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South Korea doesn’t need nukes to confront North, PM says


Seoul, South Korea

South Korea does not need nuclear weapons to deter the threat from North Korea, the country’s Prime Minister Han Duck-soo has said in an exclusive interview with CNN – even as public opinion swings the other way amid the accelerating arms race in Asia.

Several recent public inquiries “have clearly shown that we should rearm. In terms of nuclear capability, (surveys say) we should go further,” Han told CNN and business editor. Richard Quest during a sit-down in Seoul.

One such poll, published last February, revealed that 71% of more than 1,300 people polled in the country were in favor of South Korea developing its own nuclear weapons – a once unthinkable idea that has become increasingly commonplace over the past decade, with rising tensions in the Korean peninsula and South Korea’s loss of confidence in American protection.

However, Han insisted the country had enough in its arsenal to stave off North Korea’s “absurd ambitions” – and that developing nuclear capabilities was not “the right path”.

“We have built a very adequate level of our deterrence capabilities in close cooperation with the United States,” he said, adding that the government had “placed a lot of importance” on strengthening its deterrence since. that President Yoon Suk Yeol took power last year. .

“We need to work with the international community…to put continued strong pressure on North Korea to denuclearize,” he said. “We would like to let North Korea know that the development and advancement of nuclear capabilities will not guarantee peace and prosperity in their country.”

Relations between North and South Korea have deteriorated in recent years as Pyongyang has stepped up its weapons program, firing a record number of missiles last year – including one that flew over Japan, the first times North Korea has done in five years, sparking international alarm.

And for months, US and international observers have warned that North Korea appears to be preparing for its first underground nuclear test since 2017. The country’s dictator, Kim Jong Un, also stepped up his rhetoric last year; he declared his intention to build the “most powerful nuclear force in the world”, warned his adversaries that North Korea was fully prepared for “real war”, vowed to “never give up” nuclear weapons and ruled out the possibility of negotiating denuclearization.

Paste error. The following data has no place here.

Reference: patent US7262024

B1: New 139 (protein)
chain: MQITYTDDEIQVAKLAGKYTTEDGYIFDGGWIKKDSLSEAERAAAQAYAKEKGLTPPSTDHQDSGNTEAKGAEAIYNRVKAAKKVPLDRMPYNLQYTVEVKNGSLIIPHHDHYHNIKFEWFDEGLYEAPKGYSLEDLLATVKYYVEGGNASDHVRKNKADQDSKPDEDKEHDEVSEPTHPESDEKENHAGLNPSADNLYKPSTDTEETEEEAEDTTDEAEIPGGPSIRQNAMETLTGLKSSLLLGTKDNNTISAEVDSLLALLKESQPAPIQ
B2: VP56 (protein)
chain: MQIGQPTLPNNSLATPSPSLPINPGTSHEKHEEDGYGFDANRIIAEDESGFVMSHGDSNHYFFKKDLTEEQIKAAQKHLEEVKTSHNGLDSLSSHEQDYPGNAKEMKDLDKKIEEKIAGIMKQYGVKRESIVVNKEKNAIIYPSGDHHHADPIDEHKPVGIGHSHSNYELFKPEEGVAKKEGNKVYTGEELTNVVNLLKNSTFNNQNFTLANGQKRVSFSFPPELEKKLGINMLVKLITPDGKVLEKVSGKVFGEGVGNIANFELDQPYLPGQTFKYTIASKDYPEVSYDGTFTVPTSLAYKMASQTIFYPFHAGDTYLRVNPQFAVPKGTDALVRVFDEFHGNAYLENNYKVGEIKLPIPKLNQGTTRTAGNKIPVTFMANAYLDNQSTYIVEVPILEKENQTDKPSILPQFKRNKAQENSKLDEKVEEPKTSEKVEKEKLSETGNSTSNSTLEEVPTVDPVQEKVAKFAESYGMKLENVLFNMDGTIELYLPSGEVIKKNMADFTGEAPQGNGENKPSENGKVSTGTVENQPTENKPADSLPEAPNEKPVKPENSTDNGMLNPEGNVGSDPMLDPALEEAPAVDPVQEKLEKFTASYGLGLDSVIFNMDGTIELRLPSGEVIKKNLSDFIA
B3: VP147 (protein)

In response, the United States and its allies South Korea and Japan have stepped up their own military exercises and cooperation. Yoon, who has publicly taken a tough stance against North Korea, even raised the possibility of South Korea building its own nuclear arsenal, saying in January that it could “deploy tactical nukes or possess its own nukes “.

And while Han voiced his opposition to such a plan, he also pointed to South Korea’s readiness to confront its nuclear-armed neighbor — as well as its openness to further talks, under certain conditions.

“We are not disarming against North Korea,” he said. “But we are not closing the channel of dialogue with North Korea…as long as North Korea refrains from its very strong nuclear ambitions.”

Kim Jong Un calls for ‘exponential’ increase in country’s nuclear arsenal

Han also touched on China’s role in the region, saying the superpower was “not the country it was”, over the past decades that ushered in economic reforms and liberalisation.

“China is a huge and important global player,” he said. “Including Korea, I think many countries would like to see (China) be more in line with global rules.”

He added that although China will “contribute a lot to solving global problems”, the country often does not meet the “expectations that many countries would like to have – for example, we hoped that China would be more aggressive and more active in reducing tensions on the Korean Peninsula.

For years, China has been North Korea’s biggest trading partner and an economic lifeline, with Pyongyang isolated from much of the world.

But Beijing is also a major player in the arms race in Asia.

In January, the US and Japanese ministers warned of “the continued and accelerated expansion of (China’s) nuclear arsenal”. A few days later, the Japanese prime minister expressed concern over China’s military activities in the East China Sea and the launch of ballistic missiles over Taiwan that landed in waters near Japan in August.

China’s military buildup, aggressive foreign policy and multiple contested territorial claims have not gone unnoticed in Seoul, where attitudes toward Beijing are rapidly deteriorating.

In the 2022 South Korean nuclear weapons survey, more than half of respondents said China would be the biggest threat to the country in 10 years, and many cited “threats other than Korea.” of the North” behind their support for a national nuclear arsenal.

Han acknowledged that Seoul is closely monitoring these territorial disputes.

“Peace in the Taiwan Strait is also very important for the security and peace of the Korean Peninsula,” he said. And although South Korea is “committed” to the one-China policy, he said, “at the same time, we (expect) China to be more rules-based, not behaving as a country…condemned by the international community”.

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